Consider a web api exposing two kind of resources: Users and Teams with many-to-many relationship, typically a REST api will expose the following trivial endpoints to read data:

GET /users
GET /users/{id}
GET /users/{id}/teams
GET /teams
GET /teams/{id}
GET /teams/{id}/users

Now I am trying to design endpoints to manage relationships between the resources (endpoints to create/edit single resource through POST/PUT are trivial). For a simple situation, we want to attach/remove a team (already existing) to a user (already existing). Are the following endpoints REST-compliant?

1- POST /users/{id}/teams (content= team ID) : to link a team to user 
2- PUT /users/{id}/teams/{id-team} (no content) : to link a team to user 
3- DELETE /users/{id}/teams/{id-team} (no content) : to remove team link

Is there any other Idea of endpoints which can be more convenient to use? (without using a distinct endpoint for relation management, like /relations)

  • Can you state more specifically what you mean by "convenient?" Your second list of example URLs seems like they're as short as they can possibly be. May 21, 2019 at 15:01
  • If you considered the link record as an entity in its own right, you could simply POST to /userteamrelations. May 21, 2019 at 15:03
  • @RobertHarvey the second question is in the case for some reason one of my three proposals does not fit with REST conventions. And I cannot consider having a specific endpoint like your proposed /userteamrelations because I am not able to have a unique id for this kind of resource (because of legacy data structure), which means that I cannot have something like /userteamrelations/{id}
    – Oxald
    May 22, 2019 at 6:13
  • So your main concern is conforming to "REST conventions?" I don't think you're going to get that anyway, since you don't have an ID available for these relations. May 22, 2019 at 15:04

1 Answer 1


REST doesn't care what spelling you use for your URIs, beyond the basics that they conform with RFC 3986. The machines don't care after that, in much the same way that the compiler doesn't care what variable names you use. Follow any conventions you like.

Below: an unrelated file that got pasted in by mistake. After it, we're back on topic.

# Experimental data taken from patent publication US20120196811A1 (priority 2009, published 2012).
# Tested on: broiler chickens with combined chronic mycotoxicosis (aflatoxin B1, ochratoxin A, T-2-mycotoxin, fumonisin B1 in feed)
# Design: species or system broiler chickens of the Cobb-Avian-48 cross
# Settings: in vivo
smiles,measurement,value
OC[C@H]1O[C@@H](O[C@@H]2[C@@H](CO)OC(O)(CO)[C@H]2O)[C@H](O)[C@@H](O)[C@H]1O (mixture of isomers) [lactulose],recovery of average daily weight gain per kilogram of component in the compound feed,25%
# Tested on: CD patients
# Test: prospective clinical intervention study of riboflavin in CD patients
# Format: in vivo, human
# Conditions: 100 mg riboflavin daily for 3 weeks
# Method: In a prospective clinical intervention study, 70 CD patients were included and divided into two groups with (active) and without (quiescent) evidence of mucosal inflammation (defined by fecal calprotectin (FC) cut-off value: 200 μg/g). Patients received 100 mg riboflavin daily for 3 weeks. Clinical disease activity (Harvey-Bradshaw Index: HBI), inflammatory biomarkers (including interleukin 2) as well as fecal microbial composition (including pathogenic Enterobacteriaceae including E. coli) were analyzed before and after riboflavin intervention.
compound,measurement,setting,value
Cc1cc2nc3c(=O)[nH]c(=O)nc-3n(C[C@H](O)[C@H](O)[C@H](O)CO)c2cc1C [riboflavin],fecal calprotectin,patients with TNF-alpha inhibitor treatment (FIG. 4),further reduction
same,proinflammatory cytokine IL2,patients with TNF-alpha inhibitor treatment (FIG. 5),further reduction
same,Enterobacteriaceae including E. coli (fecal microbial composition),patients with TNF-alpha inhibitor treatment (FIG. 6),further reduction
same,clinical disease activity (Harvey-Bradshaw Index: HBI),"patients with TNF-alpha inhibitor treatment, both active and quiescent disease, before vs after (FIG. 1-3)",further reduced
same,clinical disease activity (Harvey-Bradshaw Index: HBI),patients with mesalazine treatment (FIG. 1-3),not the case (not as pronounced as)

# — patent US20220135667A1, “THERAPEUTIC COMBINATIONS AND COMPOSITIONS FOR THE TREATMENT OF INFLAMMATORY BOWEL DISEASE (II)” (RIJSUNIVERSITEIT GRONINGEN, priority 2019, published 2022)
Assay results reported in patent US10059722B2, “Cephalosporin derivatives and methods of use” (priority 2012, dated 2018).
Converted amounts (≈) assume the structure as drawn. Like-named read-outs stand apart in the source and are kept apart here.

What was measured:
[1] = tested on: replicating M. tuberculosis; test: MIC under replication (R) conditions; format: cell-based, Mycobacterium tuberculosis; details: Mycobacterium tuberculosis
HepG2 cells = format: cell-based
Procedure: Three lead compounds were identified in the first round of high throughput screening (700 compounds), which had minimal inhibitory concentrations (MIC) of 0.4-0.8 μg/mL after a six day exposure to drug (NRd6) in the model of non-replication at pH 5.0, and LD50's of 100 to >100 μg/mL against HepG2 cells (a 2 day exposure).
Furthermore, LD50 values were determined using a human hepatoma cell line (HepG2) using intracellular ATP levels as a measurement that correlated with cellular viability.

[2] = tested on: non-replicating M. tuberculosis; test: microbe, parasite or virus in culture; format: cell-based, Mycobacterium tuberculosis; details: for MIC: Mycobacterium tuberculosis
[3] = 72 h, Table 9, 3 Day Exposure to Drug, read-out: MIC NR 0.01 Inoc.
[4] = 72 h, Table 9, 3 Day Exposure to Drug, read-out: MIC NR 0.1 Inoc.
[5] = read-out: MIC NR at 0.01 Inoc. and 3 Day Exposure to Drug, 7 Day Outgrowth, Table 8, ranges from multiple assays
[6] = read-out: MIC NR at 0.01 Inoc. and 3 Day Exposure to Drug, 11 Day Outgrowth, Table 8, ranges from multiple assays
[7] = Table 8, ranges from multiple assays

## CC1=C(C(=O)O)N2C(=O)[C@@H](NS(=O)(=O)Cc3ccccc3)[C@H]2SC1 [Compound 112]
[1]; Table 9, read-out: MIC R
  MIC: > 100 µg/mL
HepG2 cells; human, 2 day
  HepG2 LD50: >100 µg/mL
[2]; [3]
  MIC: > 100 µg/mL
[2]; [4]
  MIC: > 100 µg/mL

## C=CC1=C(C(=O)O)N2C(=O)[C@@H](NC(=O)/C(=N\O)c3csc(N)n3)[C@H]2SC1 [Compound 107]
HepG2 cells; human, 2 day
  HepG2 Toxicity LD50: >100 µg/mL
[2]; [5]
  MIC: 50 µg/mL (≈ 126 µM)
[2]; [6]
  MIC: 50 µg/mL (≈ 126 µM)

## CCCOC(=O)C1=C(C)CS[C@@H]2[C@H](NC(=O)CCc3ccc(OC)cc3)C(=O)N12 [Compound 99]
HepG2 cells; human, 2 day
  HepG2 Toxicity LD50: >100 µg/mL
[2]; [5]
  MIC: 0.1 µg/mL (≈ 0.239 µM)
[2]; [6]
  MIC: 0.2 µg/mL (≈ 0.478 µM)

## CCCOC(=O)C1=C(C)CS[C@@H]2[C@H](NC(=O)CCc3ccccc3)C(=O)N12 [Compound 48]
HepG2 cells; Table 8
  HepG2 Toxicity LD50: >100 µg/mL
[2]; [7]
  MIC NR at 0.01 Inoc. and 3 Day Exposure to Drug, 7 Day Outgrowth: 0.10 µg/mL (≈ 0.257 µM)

If your URIs have a hierarchical structure, then you can take advantage of dot segments and relative resolution, which can be convenient.

However, you should be aware that the hierarchy implied by path segments in the URI does NOT actually imply a hierarchy of the resources. DELETE /A says absolutely nothing about /A/B or /A/B/C; a successful delete will instruct the client to invalidate /A from its local cache, but /A/B will be left untouched.

That it turn means that if you are trying to request a change to the relationship, the target URI for the request should match the uri of the relationship.

In your case, you want a URI design that allows you to encode within it two pieces of information for the server. Putting each of those pieces of information into a separate path segment is acceptable, and it may be easier to find routing implementations that support that schema, but you do have other choices available to you.

A common one would be to move the encoded information into the query part.

An uncommon one would both encoded values into the same path segment. Matrix parameters is a useful search term. RFC 3986 allows the use of : & , ; = in path segments, so that gives you options like


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